How To Market to Millennials: Stop Pursuing Perfection

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Brands have always been about trust, and in order for brands to gain trust from consumers, they advertised. They advertised the quality of their product or service, and they did it often enough to be recognizable household names. So, the next time you walked through your local supermarket, you were more mentally willing to purchase the recognizable brand over the one you’ve never heard of. As much as this is still a tactic used by marketers today, the ability for consumers to easily speak and share with other consumers on a mass scale has completely flipped the traditionally one-directional marketing world on its head. Consumers are no longer only just listening to the neatly packaged, perfect advertisements brands want them to see – they have easy access to customer reviews and anything their large network of friends are saying. And this brand-penetrating, multi-directional world is what Generation Y – or Millennials – grew up in. So, with this evolved – and continually evolving – landscape, how do you ensure your marketing is pristine and perfect across all platforms to over 70 million Millennials who spend an average of 200 billion dollars annually?

It’s actually simpler than it’s ever been – stop pursuing perfection.

Everyone has failed, everyone has misspoken, everyone has meant well but done the wrong thing. Your favorite restaurants, cafes and books have all gotten a one-star review along the way. No brand is perfect, no individual can pretend to be either.

Perfect can’t possibly be the goal, we’re left with generous, important and human instead.

– Seth Godin

It’s not about perfection anymore, because perfection, is, and always has been, impossible. Brands that are successful will embrace the fact they are just a conglomerate of people – people who happen to share a similar workspace – and hopefully – a similar vision too. As people, they will make mistakes, but they will be forgiven for them as well.

Take a look at an accidental tweet from the major brand, Chrysler:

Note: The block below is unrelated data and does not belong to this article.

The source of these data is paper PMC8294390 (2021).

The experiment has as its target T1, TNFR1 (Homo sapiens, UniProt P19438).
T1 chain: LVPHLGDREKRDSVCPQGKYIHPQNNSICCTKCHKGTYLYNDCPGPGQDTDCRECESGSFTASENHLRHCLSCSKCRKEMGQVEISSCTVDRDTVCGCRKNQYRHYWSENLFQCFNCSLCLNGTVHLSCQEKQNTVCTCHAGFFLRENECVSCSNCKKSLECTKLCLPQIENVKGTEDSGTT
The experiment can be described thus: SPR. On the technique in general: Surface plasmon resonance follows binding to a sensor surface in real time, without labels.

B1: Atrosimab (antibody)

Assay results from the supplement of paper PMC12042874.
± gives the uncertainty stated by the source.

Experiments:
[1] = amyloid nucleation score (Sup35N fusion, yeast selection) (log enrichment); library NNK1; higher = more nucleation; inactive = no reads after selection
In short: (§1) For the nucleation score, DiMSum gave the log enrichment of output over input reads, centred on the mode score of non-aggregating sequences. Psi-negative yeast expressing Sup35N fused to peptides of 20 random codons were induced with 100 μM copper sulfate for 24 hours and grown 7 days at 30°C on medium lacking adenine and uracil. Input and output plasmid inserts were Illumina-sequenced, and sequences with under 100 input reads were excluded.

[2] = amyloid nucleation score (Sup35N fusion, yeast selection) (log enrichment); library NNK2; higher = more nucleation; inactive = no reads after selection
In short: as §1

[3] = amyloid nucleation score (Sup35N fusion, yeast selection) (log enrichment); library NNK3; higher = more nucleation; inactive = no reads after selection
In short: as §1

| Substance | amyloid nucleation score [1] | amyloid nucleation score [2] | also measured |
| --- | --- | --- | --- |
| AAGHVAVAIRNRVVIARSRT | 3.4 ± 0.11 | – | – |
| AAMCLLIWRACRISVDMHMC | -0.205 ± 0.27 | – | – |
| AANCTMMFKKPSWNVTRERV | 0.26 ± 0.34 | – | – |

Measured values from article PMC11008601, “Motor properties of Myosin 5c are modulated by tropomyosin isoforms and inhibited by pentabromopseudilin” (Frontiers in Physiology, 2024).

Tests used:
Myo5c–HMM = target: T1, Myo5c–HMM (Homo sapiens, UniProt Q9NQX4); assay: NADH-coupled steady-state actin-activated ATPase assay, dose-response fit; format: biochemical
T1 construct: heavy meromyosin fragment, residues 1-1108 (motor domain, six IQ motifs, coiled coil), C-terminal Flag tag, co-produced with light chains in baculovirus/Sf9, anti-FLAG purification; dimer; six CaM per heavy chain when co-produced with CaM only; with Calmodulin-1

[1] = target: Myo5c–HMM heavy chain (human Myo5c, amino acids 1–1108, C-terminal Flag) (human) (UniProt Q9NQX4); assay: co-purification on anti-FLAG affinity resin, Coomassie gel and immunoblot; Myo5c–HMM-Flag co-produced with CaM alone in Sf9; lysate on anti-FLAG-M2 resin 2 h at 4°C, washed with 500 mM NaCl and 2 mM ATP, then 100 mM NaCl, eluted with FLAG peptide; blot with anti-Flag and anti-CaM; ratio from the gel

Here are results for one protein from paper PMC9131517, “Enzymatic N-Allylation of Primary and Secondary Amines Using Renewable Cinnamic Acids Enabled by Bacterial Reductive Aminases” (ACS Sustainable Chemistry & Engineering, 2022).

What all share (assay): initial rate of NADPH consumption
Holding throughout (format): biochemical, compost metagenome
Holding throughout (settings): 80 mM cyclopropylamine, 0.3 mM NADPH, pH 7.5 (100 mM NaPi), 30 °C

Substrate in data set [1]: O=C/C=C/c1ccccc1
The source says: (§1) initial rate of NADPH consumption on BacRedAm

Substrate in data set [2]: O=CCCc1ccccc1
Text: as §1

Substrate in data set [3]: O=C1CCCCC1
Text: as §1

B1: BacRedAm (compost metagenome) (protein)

Image courtesy of

Image courtesy of

Instead of admitting the obvious human error, Chrysler decides to tell a fib and claim that their account got “hacked”. However, after pressure from followers, the brand finally admits that the tweet was meant to be for an agency employee’s personal account. The robotic voice of the blog post didn’t sit too well with followers either, as it contained all the boilerplate corporate apology approaches that major brands always turn to: a) “[We] do not tolerate inappropriate language or behavior” b) “[We] apologize to anyone who may have been offended by this communication” and c) “[We] have set in place appropriate steps to ensure that this does not happen again.” Opportunity lost. The whole twitter world is looking at them, and they decide to wear camouflage.

On the other hand, American Red Cross takes the human approach to a very similar problem:

Image courtesy of

Image courtesy of

Twitter responded accordingly by praising Red Cross’s honest and human approach in dealing with the erroneous tweet. The brand even decided to write a blog post of how the entire situation progressed. The comments on the post itself exemplify the importance of not only admitting, but embracing, brand imperfections.

Millennials grew up in a world where social sharing has continually exposed the ugliness behind the neatly packaged advertising that brands are so comfortable with. The brands that embrace the imperfections have the most trust from their fans, and yet, many brands continue to try to cover-up, hide, and deny any indication that they’re human. The truth is, if brands stopped pursuing perfection, only the simple things would be left; and Millennials would much prefer they just go with that.

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Matthew Tsang

Matthew Tsang serves as an Account Director and Principal at My Loud Speaker Marketing. As an ambassador of meaningful marketing, Matthew has worked on campaigns that have emphasized the importance of giving back in unconventional ways. A natural researcher with an entrepreneurial and creative flair, Matthew has discovered happiness in a career that is challenging both imaginatively and intellectually.

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